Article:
Even though the first day of Spring is still a few days away according to the calendar, severe weather has already claimed lives in the Midwest. Tornadoes have caused loss of life and considerable property damage in Missouri, Ohio and Kentucky in the past weeks, and private forecasting firms say there may be a good reason for Mother Nature's early activities.
The thoughts of severe weather were brought close to home in recent days when a malfunction of the control system for one of the severe weather warning sirens in Emmetsburg caused the siren to sound one night in late February. The siren sounded for several minutes until police manually shut it down.
Officials of the Palo Alto County Communications Center acknowledged the malfunction only affect the single siren, but dispatch officers were unable to shut the siren down by normal means from the communications center, which required a police officer to physically go to the siren location and cut the power to the device.
Since that incident, the faulty control has been repaired.
But with the early-season severe weather in the Midwest, perhaps it isn't too early at all to start thinking about severe weather locally.
The National Weather Service will once again observe Severe Weather Awareness Week in Iowa during the week of April 2-6. Various aspects of severe weather, including severe thunderstorms, flash flooding and tornadoes, will all be highlighted during the week's observance with educational briefings and activities, including the statewide Tornado drill on Wednesday, April 4.
In Palo Alto County, each community, with the exception of Curlew, has an emergency outdoor warning siren that can be sounded to alert the public to seek shelter due to an approaching tornado. With the exception of sirens in Ruthven and West Bend, operators at the Palo Alto County Communications Center can activate the remaining sirens individually or all together by radio. To sound the sirens in Ruthven and West Bend, the fire departments in those communities are paged, and must manually sound the sirens in their communities.
Currently, storm-warning sirens are located on the north shore of Lost Island Lake, Ruthven, Ayrshire, Mallard, West Bend, Rodman, Cylinder, Graettinger and Emmetsburg.
The policy for the siren activation requires an authorized individual, starting with the county's Emergency Management Director, to order the activation of the sirens. Law enforcement officers, as well as officers of the various fire departments in the county, or certified, trained weather spotters may also request activation of the sirens. Additionally, sirens will be activated whenever the National Weather Service in Des Moines requests activation.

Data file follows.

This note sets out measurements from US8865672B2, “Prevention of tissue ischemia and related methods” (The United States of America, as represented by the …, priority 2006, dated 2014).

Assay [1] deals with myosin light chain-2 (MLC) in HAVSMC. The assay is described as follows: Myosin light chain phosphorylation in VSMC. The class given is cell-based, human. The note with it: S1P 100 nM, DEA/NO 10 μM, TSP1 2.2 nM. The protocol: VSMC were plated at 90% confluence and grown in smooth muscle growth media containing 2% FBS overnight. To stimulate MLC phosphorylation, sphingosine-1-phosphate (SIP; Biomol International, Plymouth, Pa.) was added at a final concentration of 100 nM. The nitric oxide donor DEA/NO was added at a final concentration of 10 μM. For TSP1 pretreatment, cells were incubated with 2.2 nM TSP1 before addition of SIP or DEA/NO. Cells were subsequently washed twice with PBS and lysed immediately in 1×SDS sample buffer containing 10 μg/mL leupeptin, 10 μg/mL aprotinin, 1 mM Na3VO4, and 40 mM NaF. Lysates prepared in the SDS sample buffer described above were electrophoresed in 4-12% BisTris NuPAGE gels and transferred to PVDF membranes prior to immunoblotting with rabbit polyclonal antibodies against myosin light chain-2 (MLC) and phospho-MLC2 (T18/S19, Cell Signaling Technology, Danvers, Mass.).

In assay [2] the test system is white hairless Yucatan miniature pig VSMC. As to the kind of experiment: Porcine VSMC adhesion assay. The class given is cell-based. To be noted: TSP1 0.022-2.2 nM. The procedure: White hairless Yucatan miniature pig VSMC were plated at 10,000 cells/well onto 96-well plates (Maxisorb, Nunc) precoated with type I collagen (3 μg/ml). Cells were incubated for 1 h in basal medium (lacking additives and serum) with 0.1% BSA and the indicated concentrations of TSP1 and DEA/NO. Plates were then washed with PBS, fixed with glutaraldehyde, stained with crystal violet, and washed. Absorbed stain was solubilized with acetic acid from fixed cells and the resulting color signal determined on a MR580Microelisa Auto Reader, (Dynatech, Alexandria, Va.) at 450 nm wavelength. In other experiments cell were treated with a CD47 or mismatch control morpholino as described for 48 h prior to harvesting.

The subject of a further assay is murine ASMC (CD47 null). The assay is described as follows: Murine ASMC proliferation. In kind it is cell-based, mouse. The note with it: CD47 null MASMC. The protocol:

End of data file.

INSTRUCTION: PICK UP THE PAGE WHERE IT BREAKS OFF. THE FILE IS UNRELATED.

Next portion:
Once the order to activate is given, the operator on duty at the Communications center will send a radio signal to one or all of the sirens. The sirens will sound continuously for three to five minutes before automatically shutting down. But, as long as a warning remains in effect for the area or the county, dispatchers will re-activate the sirens every 15 minutes until the warning is canceled or allowed to expire.
Authorities are quick to point out that the sirens are intended as an outdoor warning device, and very well may not be able to be heard in a business or home. Television and radio continued to be preferred methods of receiving weather warnings, along with weather radios specifically designed to receive broadcasts from the National Weather Service.
In Palo Alto County, beginning the first Monday of April, outdoor warning sirens will be tested at noon every Monday through the end of September. In the event that a weather watch or warning should be in effect on that day at the noon hour, no test will be conducted.
For those members of the public who are interested in becoming a trained weather spotter, a training class will be offered at Iowa Lakes Community College in Estherville on Wednesday, April 4 at 7 p.m..The storm spotter training will be conducted by officials of the National Weather Service in Des Moines. For more information on the class, go to
With the abnormal Winter coming to a close, our area was not buried under copious amounts of snow as in the past couple of years, and temperatures were more moderate than in past years as well. Private forecasters have taken note of the mild Winter, and are expecting an above-normal number of tornadoes for this season, due to water temperatures in the Gulf of Mexico running above normal for this time of year. The active severe weather season follows a deadly year with a near-record number of tornadoes in 2011. Typically, 1,300 tornadoes strike the U.S. a year. There were nearly 1,700 tornadoes in 2011, falling short of the record 1,817 tornadoes set in 2004.